An introduction to waterdrop photography

Not long ago, I started experimenting with waterdrop photography. It was the perfect way to create some fun and unique photos, all in the comfort of my home.

In this article, I'll be discussing the main method I use, which is using a simple and affordable one-valve and trigger setup from PlutoTrigger. You can also create a very basic waterdrop setup using a plastic bag filled with water, which I show near the end of the article.

Camera, trigger, and lighting

High-speed waterdrop photography requires some essential photography gear to make it work. You need a fast light setup (such as a strobe or flash) that can "freeze" the water drops in place as they are hitting the water and/or colliding with each other. Along with your camera, you may also want to use a macro lens to get a good close-up shot, and you will also need a sturdy tripod to keep your camera secure.

Camera: My camera of choice is the Fujifilm X-T3, but you can use any DSLR or mirrorless camera for this setup.

Lens: An interchangeable and manual-focus lens is crucial for this setup. I personally have found that a macro lens is best for these images. It allows me to get a beautiful close-up of the waterdrops.

Tripod: Any tripod will work, so long as it keeps the camera steady and can easily be adjusted for a good composition. I also use macro focusing rails to help with fine-tuning my camera's position, but they are not required.

Cable release: With my setup, I need to make sure that I am not adding any unwanted camera shake. A cable release allows me to press the shutter without touching the camera directly.

Lighting: High-speed strobes or flashes are ideal. They need to be fast enough to freeze the drops as they hit the water. I also prefer to set mine up as off-camera lights, which gives me more flexibility with my lighting and also allows met to trigger the flash separate from the camera.

Reflector or foamboard: I typically use a one-light setup, with the main light source hitting the background, which then reflects and back-lights the waterdrop. To help balance the light across the entire scene, I will place a large piece of white foam board opposite the light.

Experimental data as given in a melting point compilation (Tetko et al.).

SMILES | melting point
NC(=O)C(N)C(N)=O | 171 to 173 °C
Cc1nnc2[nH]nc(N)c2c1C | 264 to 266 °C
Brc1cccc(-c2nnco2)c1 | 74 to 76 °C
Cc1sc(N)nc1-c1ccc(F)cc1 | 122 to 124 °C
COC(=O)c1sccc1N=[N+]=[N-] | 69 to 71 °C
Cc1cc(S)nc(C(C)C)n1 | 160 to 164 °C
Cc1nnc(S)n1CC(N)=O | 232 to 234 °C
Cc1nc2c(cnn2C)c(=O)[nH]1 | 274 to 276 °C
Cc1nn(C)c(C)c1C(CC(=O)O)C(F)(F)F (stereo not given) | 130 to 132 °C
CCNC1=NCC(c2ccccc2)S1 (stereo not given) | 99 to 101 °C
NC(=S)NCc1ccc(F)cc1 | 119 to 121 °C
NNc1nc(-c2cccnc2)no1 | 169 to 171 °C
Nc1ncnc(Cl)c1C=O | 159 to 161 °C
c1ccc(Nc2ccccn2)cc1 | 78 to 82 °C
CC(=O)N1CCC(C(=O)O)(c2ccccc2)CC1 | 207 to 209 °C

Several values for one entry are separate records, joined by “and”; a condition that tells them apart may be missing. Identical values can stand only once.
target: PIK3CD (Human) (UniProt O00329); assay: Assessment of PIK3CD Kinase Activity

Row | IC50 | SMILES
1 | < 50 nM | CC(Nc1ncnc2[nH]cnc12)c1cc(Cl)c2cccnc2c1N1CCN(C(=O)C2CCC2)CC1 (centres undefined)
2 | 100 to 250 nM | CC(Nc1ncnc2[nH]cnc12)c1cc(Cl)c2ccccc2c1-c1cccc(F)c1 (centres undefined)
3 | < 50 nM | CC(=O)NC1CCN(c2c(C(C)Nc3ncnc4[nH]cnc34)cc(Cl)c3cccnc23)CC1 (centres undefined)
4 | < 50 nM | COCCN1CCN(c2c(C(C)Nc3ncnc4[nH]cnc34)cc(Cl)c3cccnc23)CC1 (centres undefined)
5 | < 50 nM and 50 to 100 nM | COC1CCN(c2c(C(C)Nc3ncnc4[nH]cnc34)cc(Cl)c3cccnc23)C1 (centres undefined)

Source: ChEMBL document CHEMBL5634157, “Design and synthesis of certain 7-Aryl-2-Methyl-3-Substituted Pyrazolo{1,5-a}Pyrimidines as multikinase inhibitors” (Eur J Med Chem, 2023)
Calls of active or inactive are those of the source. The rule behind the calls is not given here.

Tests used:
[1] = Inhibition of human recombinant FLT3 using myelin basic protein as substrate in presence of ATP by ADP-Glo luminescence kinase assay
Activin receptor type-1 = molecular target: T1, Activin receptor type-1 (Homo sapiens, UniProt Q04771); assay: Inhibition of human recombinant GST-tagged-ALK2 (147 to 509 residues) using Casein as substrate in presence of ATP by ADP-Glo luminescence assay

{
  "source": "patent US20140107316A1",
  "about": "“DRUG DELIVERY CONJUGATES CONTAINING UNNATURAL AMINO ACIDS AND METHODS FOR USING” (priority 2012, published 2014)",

Trigger and valve: I use the PlutoTrigger trigger and valve. They also have an app that can be used to trigger the valve from your smartphone.

Stand for your valve: The valve will need to be positioned above the container you use to collect the water, so you may need to get creative. I use a studio stand that I have had for years and also add a Manfrotto Magic Arm to it for maneuverability. Normally I use this in place of a tripod when photographing food or still life, but it works well for this setup. Any type of stand setup that allows you to position a valve above your bowl and not be visible in the frame will work just fine.

Exposure settings: For my setups, I typically keep my settings with a narrow aperture (ƒ/11),a long shutter speed (2 seconds),and I adjust the exposure by adjusting the ISO and/or the flash settings.

Background and other materials

The background and composition of your waterdrop photos can make or break your shot. I prefer clean, simple, and minimalistic setups, and I enjoy playing with color through the use of backgrounds and food coloring. Here are some tips and ideas for your own setups.

Black bowl, filled with water:  One thing to keep in mind is that water in this setup will reflect anything and everything. I have discovered that the best type of bowl to use is a large black shiny plastic bowl with no texture, pattern, or design on the interior. The black color lets the background's color reflect beautifully, and having a smooth interior prevents anything under the surface from showing through the water in the photograph.

Tray or bin to catch overflow water: This tray will not be visible in the photo, but it does help with cleanup! I use a simple foil roasting pan, which helps catch the water as it overflows slightly through the photo-shoot.

Background: The backgrounds I've had the most success with are simple and smooth pieces of colored foam. I get them at the craft store. It's also important to keep your backdrops from being folded or bent, as any type of imperfection in the background will be visible ten-fold in the water's reflection.

Liquid and thickening agent: I primarily use water for all of my waterdrop photos. The bowl is filled to the brim with tap water, and I use a thickened water liquid for the water in the valve. I will often add a small amount of xanthan gum plus a splash of cream or milk to the valve, which helps make the color of the waterdrops more opaque.

Food coloring: Colorful waterdrops look beautiful! You can get a good setup online or at a store with baking equipment. I find that the kits with several different colors are the most fun to work with. This is the kit that I currently work with.

Focusing aid: You will need to pre-focus your lens manually, which can be tricky with waterdrops. My method is to use an architect's ruler that I place across the bowl, and trigger the valve and position the ruler so that the water drops directly on top of it. Once it is in the position, I pre-focus the lens manually on the spot where the water dropped on the ruler.